Hospitals Hold Few Miracles and Many Dangers for Frail Older People

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Working at a community hospital in an economically challenged area can be difficult. The resources of a large teaching hospital are not available to us here. But these hospitals are where I feel most comfortable. I want to know that my coming to work makes a real difference for patients that I see. But lately, coming to work is a struggle. Frequently during the day, I feel that I am adding to the suffering of vulnerable people rather than alleviating it. 

One of the responsibilities of a nurse anesthetist* is to respond to emergency codes in the hospital when a patient's breathing or heart rate is not adequate. My role in a code is to manage the airway. Usually, that requires inserting a breathing tube and attaching that tube to a ventilator to breathe for the patient. I have done this for countless emergency situations over the years. More and more, it is weighing on my conscience. Here's why:

The plain fact is that for the vast majority of patients that I see, a code simply will not work. It becomes a futile almost brutal attempt to prevent that which cannot be stopped. We have all seen the dramatic rescue watching a hospital show on television; a patient's heart stops and a doctor or nurse starts CPR while another one grabs the paddles and calls "CLEAR!". They shock the patient's chest, everyone stops and looks at the monitor and ZAPPO, there is a restored heartbeat and the patient is saved. He is pulled back from the brink of death and goes on to live a normal life. I have seen this happen, but only when the patient is relatively young (under 65 years old), relatively healthy (no chronic serious medical problems) and has had CPR started almost immediately after having a heart arrhythmia. I can honestly remember only a handful of times this ideal situation presented itself. For everyone else, the picture is much more ominous. 

Most of the code situations that I am called into are for people over the age of 70. These are people with serious medical problems; kidney failure, cancer, pneumonia and dementia. Very often there are a combination of these illnesses in the same patient. And the simple fact is that for these people the code will not result in a positive outcome. If the goal in calling the code is to have these patients live to be discharged from the hospital, that goal is not likely to be met. 

Research has shown that in the best of circumstances, the odds that a patient will live to leave the hospital after having CPR is 17%. Seventeen of every one hundred people will survive long enough to be discharged either to home or to a nursing home. But those 17 of every 100 represent the best case scenarios. When we look at the research regarding the specifics for age and health conditions, the picture becomes much darker. (1)

For people over the age of 75, the odds are less than 2% will survive. People who need help with dressing, eating, bathing  or going to the toilet have a less than 5% chance and those with metastatic cancer less than 2% chance. When you combine any of these factors there is a dramatically reduced odds of survival. For patients with advanced dementia especially, there is reason to believe that performing CPR will not extend their lives, even when their heart beat is restored, they typically will die in the Intensive Care Unit during the same hospitalization. (2)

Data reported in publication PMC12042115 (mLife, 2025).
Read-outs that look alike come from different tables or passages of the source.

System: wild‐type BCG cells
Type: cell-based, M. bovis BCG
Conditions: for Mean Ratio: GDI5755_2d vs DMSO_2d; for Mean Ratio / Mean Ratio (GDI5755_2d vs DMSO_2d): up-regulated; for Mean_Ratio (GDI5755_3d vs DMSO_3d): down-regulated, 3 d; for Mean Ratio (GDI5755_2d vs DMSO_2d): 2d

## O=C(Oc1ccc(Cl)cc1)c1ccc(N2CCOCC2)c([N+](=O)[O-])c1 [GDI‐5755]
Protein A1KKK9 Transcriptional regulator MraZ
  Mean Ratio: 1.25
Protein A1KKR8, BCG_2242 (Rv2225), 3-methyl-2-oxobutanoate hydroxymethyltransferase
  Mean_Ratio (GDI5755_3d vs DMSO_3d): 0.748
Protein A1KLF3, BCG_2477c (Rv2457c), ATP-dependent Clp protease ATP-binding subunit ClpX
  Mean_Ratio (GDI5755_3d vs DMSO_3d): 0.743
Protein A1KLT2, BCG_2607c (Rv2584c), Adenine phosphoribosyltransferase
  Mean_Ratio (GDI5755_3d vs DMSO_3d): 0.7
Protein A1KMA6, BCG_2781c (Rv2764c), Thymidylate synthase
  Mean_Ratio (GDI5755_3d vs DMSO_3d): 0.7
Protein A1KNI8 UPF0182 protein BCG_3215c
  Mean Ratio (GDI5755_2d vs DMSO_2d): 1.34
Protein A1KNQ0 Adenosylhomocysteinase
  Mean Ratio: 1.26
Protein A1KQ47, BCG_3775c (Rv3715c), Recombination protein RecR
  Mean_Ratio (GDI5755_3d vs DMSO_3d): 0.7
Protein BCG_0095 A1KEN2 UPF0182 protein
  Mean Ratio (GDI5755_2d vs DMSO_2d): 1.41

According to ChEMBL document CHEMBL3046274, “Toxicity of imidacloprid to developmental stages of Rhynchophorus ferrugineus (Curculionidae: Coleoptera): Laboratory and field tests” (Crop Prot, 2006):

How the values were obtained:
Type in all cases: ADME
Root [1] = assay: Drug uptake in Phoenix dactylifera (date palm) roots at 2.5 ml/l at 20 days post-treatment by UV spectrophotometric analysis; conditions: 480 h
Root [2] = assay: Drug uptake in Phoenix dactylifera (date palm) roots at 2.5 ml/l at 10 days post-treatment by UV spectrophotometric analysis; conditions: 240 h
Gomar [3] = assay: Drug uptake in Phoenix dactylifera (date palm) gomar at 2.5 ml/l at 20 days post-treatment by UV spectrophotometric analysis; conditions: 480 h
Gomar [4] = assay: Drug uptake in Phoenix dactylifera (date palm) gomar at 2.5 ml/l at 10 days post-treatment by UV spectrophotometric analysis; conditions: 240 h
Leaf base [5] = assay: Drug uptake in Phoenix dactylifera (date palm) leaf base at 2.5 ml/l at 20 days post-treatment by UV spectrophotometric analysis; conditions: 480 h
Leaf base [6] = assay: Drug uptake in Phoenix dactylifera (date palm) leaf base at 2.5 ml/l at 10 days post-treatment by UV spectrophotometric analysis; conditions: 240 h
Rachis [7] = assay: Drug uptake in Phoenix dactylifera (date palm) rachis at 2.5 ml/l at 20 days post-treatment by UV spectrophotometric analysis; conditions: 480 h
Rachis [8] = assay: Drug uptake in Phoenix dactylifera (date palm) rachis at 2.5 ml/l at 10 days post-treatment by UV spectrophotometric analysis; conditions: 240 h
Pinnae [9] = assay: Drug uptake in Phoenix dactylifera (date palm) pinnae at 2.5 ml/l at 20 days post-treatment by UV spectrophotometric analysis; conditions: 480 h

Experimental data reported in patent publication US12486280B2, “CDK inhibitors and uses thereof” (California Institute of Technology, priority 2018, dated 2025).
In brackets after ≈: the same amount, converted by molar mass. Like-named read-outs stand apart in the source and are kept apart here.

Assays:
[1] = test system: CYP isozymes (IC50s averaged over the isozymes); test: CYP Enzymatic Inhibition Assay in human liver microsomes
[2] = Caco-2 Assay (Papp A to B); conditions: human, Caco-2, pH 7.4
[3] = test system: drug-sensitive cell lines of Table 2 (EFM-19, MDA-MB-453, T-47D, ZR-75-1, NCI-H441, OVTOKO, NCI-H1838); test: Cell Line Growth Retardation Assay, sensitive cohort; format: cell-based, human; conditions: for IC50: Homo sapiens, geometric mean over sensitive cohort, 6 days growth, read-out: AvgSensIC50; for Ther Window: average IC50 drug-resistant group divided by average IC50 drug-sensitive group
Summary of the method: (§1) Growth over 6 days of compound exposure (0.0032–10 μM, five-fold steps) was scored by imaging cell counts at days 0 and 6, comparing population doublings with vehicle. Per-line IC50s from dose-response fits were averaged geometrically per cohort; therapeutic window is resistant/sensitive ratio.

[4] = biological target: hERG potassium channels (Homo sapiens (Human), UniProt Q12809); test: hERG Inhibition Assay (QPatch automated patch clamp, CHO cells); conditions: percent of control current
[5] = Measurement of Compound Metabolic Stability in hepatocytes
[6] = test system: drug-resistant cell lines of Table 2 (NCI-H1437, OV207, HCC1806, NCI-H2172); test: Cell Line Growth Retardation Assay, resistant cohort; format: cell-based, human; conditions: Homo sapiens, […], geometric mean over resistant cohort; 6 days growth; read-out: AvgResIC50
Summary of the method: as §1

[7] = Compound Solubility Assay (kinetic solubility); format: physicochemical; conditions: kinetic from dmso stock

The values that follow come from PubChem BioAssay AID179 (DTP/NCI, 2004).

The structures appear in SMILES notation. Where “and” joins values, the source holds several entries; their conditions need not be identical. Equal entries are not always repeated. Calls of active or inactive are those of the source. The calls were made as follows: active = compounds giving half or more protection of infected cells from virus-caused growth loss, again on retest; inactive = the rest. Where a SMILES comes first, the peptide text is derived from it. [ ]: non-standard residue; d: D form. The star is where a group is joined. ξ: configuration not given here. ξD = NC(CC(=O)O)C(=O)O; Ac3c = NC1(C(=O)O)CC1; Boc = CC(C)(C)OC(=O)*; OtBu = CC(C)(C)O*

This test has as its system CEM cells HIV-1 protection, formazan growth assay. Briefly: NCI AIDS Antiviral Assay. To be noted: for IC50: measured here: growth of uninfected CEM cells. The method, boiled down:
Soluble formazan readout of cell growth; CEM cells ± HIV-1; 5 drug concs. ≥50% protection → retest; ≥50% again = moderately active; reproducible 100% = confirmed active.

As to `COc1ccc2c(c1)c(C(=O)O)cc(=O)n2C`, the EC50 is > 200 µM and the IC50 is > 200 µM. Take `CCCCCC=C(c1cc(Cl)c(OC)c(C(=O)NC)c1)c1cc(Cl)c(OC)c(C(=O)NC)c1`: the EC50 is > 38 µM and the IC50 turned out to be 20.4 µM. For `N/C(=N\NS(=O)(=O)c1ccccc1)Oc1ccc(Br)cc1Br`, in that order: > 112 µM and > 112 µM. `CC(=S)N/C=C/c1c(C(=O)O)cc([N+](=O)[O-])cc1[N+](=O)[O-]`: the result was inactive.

These patients represent some of the most vulnerable people in the hospital and yet they are not receiving the care that they need. The healthcare system has many technologies and medications that we can implement in our efforts to improve the health of patients. Unfortunately, this has led us to a system that is terrible at acknowledging its limitations. We simply cannot prolong life indefinitely, and we should be letting patients and their families in on that reality. There is not a lack of research in this area. There are many studies that show that patients want to know what their prognosis is, they want to know what lies ahead. And while no one can say with 100% certainty, we can give our expert opinion based on the facts that are readily available. 

Do not let yourself or your loved ones go another day without thinking about healthcare goals. How is it that you want the last days, months and years of your life to be lived? What are your priorities? Speak with one another and with your healthcare providers so that your goals are well understood. 



*Nurse anesthetist: Certified registered nurse anesthetists are advanced practice nurses who safely provide more than 40 million anesthetics for surgical, obstetrical and trauma care each year in the United States. They administer every type of anesthetic, work in every type of practice setting and provide care for every type of operation or procedure.

References: (1.) Mark H Ebell, Anna M Afonso; Pre-arrest predictors of failure to survive after in-hospital cardiopulmonary resuscitation: a meta-analysis, Family Practice, Volume 28, Issue 5, 1 October 2011, Pages 505–515, 

(2.) Ladislav Volicer. End Of Life Care for People with Dementia in Residential Care Settings.